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Infectious Diseases in Obstetrics and Gynecology
Volume 11 (2003), Issue 4, Pages 221-226
http://dx.doi.org/10.1080/10647440300025525

Intrapartum Antibiotic Prophylaxis and Early-Onset Neonatal Sepsis Patterns

1Department of Obstetrics and Gynecology, Division of Maternal-Fetal Medicine, University of Florida College of Medicine, Gainesville, FL, USA
2Department of Information Services, Shands Hospital at the University of Florida, PO Box 100294, 1600 SW Archer Road, Gainesville 32610–0294, FL, USA

Received 12 May 2003; Accepted 24 August 2003

Copyright © 2003 Hindawi Publishing Corporation. This is an open access article distributed under the Creative Commons Attribution License, which permits unrestricted use, distribution, and reproduction in any medium, provided the original work is properly cited.

Abstract

Objective: To compare the relative effects of intrapartum antibiotic prophylaxis regimens on patterns of early-onset neonatal sepsis.

Methods: We performed an historical cohort study of 17 187 infants born at our center from September 1993 to February 2000. A risk-based strategy was employed prior to July 1996 and a screening-based strategy was utilized thereafter. Ampicillin was utilized prior to March 1995 and penicillin was used thereafter.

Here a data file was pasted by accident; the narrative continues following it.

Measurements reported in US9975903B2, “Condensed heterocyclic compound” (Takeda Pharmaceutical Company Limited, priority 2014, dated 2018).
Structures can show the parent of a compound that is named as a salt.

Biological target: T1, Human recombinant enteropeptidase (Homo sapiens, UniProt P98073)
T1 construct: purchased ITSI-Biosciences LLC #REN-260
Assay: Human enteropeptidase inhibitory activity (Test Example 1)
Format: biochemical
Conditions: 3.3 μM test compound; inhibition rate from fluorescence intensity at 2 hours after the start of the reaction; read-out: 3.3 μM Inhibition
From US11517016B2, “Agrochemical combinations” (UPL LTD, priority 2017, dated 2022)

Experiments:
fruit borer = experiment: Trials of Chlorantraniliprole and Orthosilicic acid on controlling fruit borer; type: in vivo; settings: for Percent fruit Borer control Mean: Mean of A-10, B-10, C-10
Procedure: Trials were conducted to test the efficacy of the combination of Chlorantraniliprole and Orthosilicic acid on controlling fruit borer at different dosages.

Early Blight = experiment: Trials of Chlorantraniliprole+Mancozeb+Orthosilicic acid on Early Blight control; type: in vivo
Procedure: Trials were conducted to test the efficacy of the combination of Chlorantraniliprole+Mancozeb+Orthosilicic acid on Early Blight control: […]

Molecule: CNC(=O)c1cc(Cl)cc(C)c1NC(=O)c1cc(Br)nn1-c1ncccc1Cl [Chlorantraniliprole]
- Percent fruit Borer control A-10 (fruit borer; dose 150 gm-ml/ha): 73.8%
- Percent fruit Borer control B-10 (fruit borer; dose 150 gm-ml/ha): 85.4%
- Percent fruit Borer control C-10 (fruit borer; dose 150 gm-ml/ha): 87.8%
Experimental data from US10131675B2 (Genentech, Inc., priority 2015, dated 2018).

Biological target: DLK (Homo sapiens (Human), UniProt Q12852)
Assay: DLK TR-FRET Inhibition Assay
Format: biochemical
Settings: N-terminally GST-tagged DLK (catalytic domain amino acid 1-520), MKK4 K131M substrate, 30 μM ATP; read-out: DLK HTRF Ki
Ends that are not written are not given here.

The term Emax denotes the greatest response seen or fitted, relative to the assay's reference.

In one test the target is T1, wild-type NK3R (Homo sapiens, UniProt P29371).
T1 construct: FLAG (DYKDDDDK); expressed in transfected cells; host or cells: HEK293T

Results: There were 75 cases of neonatal sepsis, 34 (4.10/1000) in the risk-based era and 41 (4.63/1000) in the screening-based era (p = 0.62). There were fewer ampicillin-resistant isolates during the risk-based than the screening-based era (32 versus 61%; p = 0.014). The only significant change in organism-specific sepsis rates was an increase in the rate of infection caused by coagulase-negative staphylococci in the screening-based era (0.36 versus 1.46/1000; p = 0.018), but 75% of infants infected with these organisms were not exposed to ß-lactam antibiotics within 72 h prior to delivery. For the risk- and screening-based eras, respectively, the rates of Gram-negative sepsis (1.21 versus 1.46/1000; p = 0.65) and the proportions of Gram-negative pathogens that were ampicillin-resistant (70 versus 77%; p = 1.0) were similar. The drug employed for prophylaxis did not appear to affect the pattern of sepsis cases.

Conclusion: In our patient population, coagulase-negative staphylococci have become the most common cause of early-onset neonatal sepsis. The cause of this shift in pathogen prevalence is uncertain and seemingly unrelated to intrapartum antibiotic exposure.